In Notice 2020-50, the IRS expanded eligibility for CARES Act distributions and loans, and provided additional guidance.  To recap (as described here), the Coronavirus Aid, Relief, and Economic Security Act (the “CARES Act”) added three types of distribution and loan flexibility under eligible retirement plans for certain “qualified individuals”: (1) “coronavirus-related distributions” (“CRDs”) up to $100,000 that are eligible for favorable tax treatment and generally may be repaid to the plan or an IRA within 3 years, (2) suspension for up to one year of loan repayments otherwise due from March 27, 2020, through December 31, 2020, and (3) increased loan limits.  In May FAQs, the IRS made clear that these provisions are optional.

The CRDs and expanded loan opportunities are available only for “qualified individuals” who are diagnosed, or have a spouse or dependent who is diagnosed, with SARS-CoV-2 or COVID-19, or who otherwise experience “adverse financial consequences” due to various coronavirus-related circumstances.  The qualifying circumstances under the CARES Act statute included things like being furloughed or having hours reduced but did not include a reduction of pay.  Notice 2020-50 expands the list of qualifying circumstances to include the following:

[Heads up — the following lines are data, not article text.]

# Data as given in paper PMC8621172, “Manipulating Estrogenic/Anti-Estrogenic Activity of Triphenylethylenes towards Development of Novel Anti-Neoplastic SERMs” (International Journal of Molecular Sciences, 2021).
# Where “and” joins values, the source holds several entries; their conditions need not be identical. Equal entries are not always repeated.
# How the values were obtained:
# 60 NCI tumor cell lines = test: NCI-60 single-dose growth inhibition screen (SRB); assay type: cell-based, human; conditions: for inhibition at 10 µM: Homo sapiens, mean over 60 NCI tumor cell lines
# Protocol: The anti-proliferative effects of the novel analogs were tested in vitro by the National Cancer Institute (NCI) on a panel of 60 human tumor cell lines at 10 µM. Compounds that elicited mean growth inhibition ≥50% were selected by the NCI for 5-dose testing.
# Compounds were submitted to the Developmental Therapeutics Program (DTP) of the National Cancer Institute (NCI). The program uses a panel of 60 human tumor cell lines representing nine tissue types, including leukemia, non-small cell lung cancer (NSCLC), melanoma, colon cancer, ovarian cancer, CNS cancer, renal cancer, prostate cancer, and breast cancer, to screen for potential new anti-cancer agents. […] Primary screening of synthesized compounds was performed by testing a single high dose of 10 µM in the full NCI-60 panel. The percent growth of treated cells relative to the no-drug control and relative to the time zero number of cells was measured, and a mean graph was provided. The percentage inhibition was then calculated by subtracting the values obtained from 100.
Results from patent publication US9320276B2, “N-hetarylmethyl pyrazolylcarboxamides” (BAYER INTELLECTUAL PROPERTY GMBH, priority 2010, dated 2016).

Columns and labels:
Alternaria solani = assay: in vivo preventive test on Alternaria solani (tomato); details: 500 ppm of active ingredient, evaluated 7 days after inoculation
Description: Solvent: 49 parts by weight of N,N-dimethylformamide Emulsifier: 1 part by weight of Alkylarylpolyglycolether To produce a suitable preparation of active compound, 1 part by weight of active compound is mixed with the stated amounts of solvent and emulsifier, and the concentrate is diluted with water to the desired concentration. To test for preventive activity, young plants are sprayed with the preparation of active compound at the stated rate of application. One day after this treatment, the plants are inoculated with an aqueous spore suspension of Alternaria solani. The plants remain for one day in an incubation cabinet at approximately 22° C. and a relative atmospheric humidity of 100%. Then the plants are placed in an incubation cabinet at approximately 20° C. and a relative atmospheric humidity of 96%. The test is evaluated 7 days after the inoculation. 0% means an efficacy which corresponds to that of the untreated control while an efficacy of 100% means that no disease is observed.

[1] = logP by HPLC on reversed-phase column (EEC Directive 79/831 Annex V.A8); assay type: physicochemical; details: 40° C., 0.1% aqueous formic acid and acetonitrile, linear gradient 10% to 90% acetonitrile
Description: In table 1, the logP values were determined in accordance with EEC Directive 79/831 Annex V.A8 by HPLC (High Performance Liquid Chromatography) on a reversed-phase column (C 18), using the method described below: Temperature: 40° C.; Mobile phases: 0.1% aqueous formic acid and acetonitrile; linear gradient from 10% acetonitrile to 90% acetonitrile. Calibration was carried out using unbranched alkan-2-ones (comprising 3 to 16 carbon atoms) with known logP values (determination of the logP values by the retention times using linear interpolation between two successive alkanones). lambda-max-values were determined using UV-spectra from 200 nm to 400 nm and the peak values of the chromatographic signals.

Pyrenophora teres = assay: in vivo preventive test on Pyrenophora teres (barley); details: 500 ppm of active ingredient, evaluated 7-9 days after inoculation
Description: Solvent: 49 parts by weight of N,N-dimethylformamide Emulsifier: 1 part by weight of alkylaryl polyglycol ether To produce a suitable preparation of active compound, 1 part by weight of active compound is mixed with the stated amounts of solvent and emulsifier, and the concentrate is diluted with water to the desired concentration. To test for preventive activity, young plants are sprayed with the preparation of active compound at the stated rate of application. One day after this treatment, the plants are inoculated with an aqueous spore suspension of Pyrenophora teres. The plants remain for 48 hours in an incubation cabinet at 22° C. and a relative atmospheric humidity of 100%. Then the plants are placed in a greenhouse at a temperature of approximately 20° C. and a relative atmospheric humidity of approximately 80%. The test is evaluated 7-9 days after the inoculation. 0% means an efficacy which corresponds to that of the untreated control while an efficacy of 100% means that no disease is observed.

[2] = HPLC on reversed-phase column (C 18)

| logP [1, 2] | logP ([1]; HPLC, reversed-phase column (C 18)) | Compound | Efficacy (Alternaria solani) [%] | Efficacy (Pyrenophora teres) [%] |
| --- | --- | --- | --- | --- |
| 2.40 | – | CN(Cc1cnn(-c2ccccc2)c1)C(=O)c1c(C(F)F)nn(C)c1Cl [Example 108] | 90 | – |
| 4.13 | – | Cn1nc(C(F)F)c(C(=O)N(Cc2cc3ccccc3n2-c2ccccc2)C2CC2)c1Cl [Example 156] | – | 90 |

• Having a reduction in pay or self-employment income;
  • Having a job offer rescinded or a start date delayed;
  • Having a spouse or household member who experiences the consequences described above, or who is quarantined, furloughed or laid off, has hours reduced, or is unable to work due to lack of childcare caused by COVID-19; or
  • Experiencing a closing or reduction of hours of a business owned by the participant’s spouse or a household member.

In addition to expanding eligibility for CRDs and the CARES Act loan relief, the Notice includes the following guidance:

  • Elaborates on the ability to designate distributions as CRDs even if the plan does not have CRD provisions. Qualified individuals may designate as CRDs any distributions of up to $100,000 from “eligible retirement plans” that are made on or after January 1, 2020, and before December 31, 2020—even if the plan has not adopted CRDs.  This includes, for example, periodic payments previously made for minimum required distributions as well as payments received as a beneficiary and offsets to repay qualifying plan loans.  However, corrective distributions, dividends on employer securities, and certain similar distributions are not eligible.  Also, as discussed here, money purchase and defined benefit pension plans are not “eligible retirement plans;” so distributions from those plans are not eligible for CRD treatment.